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This Will Probably Be Blocked In China


Image via Markus Spiske on Unsplash

It's no secret that the Communist Party of China (CPC), the ruling political party in the People's Republic of China, has close ties to Chinese companies. The country's socialist market economy is defined as a "system based on the predominance of public ownership and state-owned enterprises within a market economy." However, the system has been described in the West as state capitalism, which is defined as "an economic system in which the state undertakes commercial economic activity and where the means of production are organized and managed as state-owned business enterprises."


For example, Jack Ma, the co-founder of Chinese e-commerce giant Alibaba Group, was revealed to be a member of the Communist Party last year. Also, Chinese national security laws are said to require companies to hand over data if asked to do so. So it's not surprising that 100 Chinese government officials are being sent to work inside private Chinese companies. Chinese state media reported the Hangzhou Municipal Government would send representatives to “key enterprises such as Alibaba, Geely Holdings and Wahaha.”


The state representatives are being transferred to companies in the tech hub of Hangzhou as part of China's "Made in China 2025" economic plan. The goal of the plan is to transform China's economy by catching up to other developed countries in high-value industries such as robotics and aerospace.


The CPC maintains the move is an "innovative" economic strategy, but it only reinforces concerns of their influence on Chinese companies. The list of theft and spying incidents between China and the U.S. yields plenty of examples. From using LinkedIn to recruit spies in the U.S., to hacking technology of aviation companies and even putting surveillance chips the size of a grain of rice in servers used by American companies.


With the trade war dragging on, and resolving intellectual property theft remaining one of the largest roadblocks, this development could make the U.S. side question how serious China is about reaching an agreement on the issue. In the meantime, expect markets to rally on hope of a trade deal for the 100th time over the last year.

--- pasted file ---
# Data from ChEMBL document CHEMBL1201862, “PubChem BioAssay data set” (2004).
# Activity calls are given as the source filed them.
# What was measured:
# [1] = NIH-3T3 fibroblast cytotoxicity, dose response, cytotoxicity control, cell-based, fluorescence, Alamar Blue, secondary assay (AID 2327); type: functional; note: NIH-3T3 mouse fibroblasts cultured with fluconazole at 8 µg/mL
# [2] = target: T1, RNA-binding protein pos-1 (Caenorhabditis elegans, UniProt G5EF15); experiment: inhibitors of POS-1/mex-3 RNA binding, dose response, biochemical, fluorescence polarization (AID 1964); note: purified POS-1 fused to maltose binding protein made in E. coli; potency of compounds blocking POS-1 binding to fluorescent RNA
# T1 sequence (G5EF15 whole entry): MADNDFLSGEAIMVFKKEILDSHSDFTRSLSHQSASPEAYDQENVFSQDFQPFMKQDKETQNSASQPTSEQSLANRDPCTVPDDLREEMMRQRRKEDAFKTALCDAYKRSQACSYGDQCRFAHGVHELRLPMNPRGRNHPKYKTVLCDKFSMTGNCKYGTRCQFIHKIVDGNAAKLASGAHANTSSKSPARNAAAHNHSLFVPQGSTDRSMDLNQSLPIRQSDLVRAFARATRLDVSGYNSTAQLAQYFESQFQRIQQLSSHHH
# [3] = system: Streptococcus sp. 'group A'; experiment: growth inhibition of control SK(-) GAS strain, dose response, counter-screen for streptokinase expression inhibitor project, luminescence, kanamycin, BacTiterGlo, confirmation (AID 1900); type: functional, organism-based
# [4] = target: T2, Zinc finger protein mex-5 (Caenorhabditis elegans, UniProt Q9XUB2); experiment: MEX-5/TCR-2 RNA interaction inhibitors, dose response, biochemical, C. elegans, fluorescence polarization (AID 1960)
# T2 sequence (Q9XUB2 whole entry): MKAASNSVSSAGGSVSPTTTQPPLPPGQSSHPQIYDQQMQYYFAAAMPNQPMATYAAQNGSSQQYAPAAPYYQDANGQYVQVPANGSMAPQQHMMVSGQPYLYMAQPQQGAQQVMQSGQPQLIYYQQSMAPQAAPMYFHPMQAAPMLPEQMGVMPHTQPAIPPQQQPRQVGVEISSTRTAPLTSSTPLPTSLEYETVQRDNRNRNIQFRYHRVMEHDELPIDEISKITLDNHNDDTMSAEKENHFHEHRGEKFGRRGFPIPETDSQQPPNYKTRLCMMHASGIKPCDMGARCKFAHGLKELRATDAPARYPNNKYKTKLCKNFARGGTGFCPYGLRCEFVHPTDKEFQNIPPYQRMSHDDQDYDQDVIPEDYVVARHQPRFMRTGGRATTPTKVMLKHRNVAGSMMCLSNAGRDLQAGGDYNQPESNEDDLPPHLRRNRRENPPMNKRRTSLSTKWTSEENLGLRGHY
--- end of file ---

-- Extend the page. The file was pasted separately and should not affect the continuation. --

Leftover Crumbs

  • Designed by Apple in California. Assembled in Texas. Apple has received approval for 10 out of 15 requests for tariff exemptions by the U.S. government and will begin assembling the Mac Pro desktop in Texas at the same facility it previously used. Apple moved production of the Mac Pro, which is one of the most expensive computers in their product lineup, earlier this year to China amidst criticism. In its most recent full fiscal year, Mac sales accounted for less than 10% of total sales, with the Mac Pro likely accounting for a fraction of that. With more than $200 billion in cash on its balance sheet, Apple would likely win some brownie points by moving production of more popular products to the states as well. 

  • Alexa, did I burn off those cookies from Whole Foods? Amazon is coming for Apple and Fitbit as it is reportedly set to release Alexa-powered wireless earbuds that also act as a fitness-tracking device. The earbuds, codenamed "Puget," will be able to monitor how far and fast you run as well as calories burned. In what has become Amazon's go-to strategy, they plan to price them under $100, undercutting Apple's popular Airpods. This product fits into Amazon's strategy of taking Alexa outside of your home. It's unclear when they will be released, but Amazon will be holding its annual hardware event tomorrow. 

  • No soup for you! Last week, Netflix acquired the rights to stream Seinfeld for five years, reportedly at a cost of more than $500MM. Since the announcement, the company has lost about $12.9 billion in market capitalization. Although the stock is down for reasons other than Seinfeld, particularly upcoming competition from Apple and Disney, it appears Wall Street is not too happy about them spending so much on the "show about nothing." Netflix's stock is now negative for the year, giving up a gain of 44%.

  • It's not White Claw, but it's close enough. An analyst at Guggenheim upgraded shares of Boston Beer due to its spiked seltzer brand Truly riding the coattails of White Claw's success. White Claw and Truly are 1-2, respectively, in the hard seltzer category with a combined 85% market share. “Truly is far outpacing our estimates with additional room to run next year, even as White Claw remains the category leader” said Guggenheim analyst Laurent Grandet. With a nationwide shortage of White Claw, Truly could benefit as consumers will look elsewhere for their spiked seltzer fix. 

  • Welcome to 2019. Commuters will now be able to take a nonstop Amtrak train between Washington, D.C. and New York City. The cost of the 2 hour and 35 minute ride will range from $130 for a business class seat to $276 for a first-class seat. For now, Amtrak is only offering service once per day, each direction during weekdays. The daily southbound train departs New York City at 6:35 a.m. so you can get to D.C. for breakfast, with the daily northbound train departing D.C. at 4:30 p.m. so you can be home for dinner. The route makes sense, as New York Penn Station and Washington Union Station are Amtrak's two busiest stations across its national network.